CENTRAL POINT, Ore.-- The Oregon Department of Forestry (ODF) has eyes everywhere in Jackson and Josephine counties. Four people sit in its lightning detection center looking for smoke on multiple computer monitors. They spend the day constantly scanning all 22 of the cameras on its 11 detection sites in two counties.
"Those camera's sole purpose in life is to find smokes as small as we can find them," said Lead Dectection Dispatcher Chris James.
Staff is constantly checking the weather, looking for lightning strikes and listening to different scanners for any fires so they can find them as soon as they are discoverable.
"It's important to find the fires small. The faster that we can detect them, the faster we can get resources out to those fires," James added.
On July 15th, 2019, James said lightning sparked almost 100 fires. He hopes Friday's lightning event doesn't start nearly as many but when the lightning comes, they'll be ready.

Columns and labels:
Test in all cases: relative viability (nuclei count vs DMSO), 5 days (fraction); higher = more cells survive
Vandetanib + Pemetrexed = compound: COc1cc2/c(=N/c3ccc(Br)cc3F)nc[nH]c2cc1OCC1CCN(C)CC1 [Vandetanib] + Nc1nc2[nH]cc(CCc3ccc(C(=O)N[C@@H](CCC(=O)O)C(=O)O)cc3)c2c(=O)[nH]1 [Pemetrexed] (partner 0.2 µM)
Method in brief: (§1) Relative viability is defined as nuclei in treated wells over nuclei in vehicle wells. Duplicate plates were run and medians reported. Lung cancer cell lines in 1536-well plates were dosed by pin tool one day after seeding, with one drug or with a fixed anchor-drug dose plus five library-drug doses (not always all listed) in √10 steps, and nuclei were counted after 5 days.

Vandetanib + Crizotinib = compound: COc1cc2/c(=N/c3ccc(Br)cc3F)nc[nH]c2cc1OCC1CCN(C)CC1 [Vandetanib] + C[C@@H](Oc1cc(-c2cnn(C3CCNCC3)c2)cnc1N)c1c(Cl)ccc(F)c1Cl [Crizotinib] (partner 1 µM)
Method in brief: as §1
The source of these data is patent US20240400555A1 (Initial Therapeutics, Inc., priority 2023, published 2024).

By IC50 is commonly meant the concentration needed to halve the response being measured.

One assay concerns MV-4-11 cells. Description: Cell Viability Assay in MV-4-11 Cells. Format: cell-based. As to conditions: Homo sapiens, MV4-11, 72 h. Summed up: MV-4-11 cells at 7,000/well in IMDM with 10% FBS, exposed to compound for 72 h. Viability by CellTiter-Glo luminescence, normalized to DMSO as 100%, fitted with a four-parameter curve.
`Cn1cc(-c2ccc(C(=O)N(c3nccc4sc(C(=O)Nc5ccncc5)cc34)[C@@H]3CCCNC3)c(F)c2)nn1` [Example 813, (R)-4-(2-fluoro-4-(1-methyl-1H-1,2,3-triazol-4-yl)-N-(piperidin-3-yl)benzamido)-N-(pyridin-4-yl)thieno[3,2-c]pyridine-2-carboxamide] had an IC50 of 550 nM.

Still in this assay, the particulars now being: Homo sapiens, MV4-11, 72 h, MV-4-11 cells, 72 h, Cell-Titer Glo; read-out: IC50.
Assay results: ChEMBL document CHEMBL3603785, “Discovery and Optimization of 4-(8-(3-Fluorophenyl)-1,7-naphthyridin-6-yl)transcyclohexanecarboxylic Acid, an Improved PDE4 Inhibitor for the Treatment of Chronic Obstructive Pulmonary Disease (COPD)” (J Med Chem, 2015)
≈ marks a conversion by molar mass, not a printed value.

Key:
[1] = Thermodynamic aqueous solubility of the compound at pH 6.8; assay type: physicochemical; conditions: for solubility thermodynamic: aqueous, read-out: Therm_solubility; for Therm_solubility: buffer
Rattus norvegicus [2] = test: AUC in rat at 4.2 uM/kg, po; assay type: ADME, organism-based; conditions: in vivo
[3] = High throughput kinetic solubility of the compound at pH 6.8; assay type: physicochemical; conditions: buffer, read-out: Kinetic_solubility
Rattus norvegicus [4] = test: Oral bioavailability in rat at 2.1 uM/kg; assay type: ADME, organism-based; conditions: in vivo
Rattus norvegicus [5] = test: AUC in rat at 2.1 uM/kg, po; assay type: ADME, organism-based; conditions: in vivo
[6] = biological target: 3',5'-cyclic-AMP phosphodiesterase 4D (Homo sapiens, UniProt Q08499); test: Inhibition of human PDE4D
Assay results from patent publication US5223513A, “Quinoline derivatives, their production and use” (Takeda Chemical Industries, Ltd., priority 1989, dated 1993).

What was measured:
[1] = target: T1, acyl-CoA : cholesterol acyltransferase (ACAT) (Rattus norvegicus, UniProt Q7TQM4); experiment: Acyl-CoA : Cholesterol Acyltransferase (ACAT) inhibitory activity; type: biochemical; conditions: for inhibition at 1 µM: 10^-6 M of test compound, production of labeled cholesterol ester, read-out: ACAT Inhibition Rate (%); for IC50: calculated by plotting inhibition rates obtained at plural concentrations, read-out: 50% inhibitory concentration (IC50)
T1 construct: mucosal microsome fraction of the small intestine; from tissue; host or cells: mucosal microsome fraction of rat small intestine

"The function of this detection center is to literally find them as small as possible so that we can get on them," James added. "It's safer for the firefighters if we attack them small. It doesn't cost as much. It doesn't create as much smoke if we can put them out quickly."
ODF said you can help crews by preventing any human-caused wildfires from starting. That way, firefighters will be able to focus on putting any of the lightning caused fires out.